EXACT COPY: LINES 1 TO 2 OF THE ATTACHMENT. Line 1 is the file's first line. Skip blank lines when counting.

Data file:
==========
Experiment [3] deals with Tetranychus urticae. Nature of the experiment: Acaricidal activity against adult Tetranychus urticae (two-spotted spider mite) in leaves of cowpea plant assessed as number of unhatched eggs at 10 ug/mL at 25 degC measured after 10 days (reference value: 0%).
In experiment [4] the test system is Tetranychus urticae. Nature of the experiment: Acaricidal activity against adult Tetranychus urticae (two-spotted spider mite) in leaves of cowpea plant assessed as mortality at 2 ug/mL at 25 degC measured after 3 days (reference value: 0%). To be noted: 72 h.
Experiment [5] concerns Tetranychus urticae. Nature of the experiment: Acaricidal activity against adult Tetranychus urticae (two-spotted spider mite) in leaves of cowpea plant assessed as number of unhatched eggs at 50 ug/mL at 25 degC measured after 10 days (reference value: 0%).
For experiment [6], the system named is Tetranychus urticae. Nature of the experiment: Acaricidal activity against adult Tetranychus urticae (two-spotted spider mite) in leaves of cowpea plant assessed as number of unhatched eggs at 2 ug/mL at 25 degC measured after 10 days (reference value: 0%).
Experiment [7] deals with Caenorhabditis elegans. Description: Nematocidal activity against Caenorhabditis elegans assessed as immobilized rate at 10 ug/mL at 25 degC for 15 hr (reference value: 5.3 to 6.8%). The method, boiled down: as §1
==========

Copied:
Experiment [3] deals with Tetranychus urticae. Nature of the experiment: Acaricidal activity against adult Tetranychus urticae (two-spotted spider mite) in leaves of cowpea plant assessed as number of unhatched eggs at 10 ug/mL at 25 degC measured after 10 days (reference value: 0%).
In experiment [4] the test system is Tetranychus urticae. Nature of the experiment: Acaricidal activity against adult Tetranychus urticae (two-spotted spider mite) in leaves of cowpea plant assessed as mortality at 2 ug/mL at 25 degC measured after 3 days (reference value: 0%). To be noted: 72 h.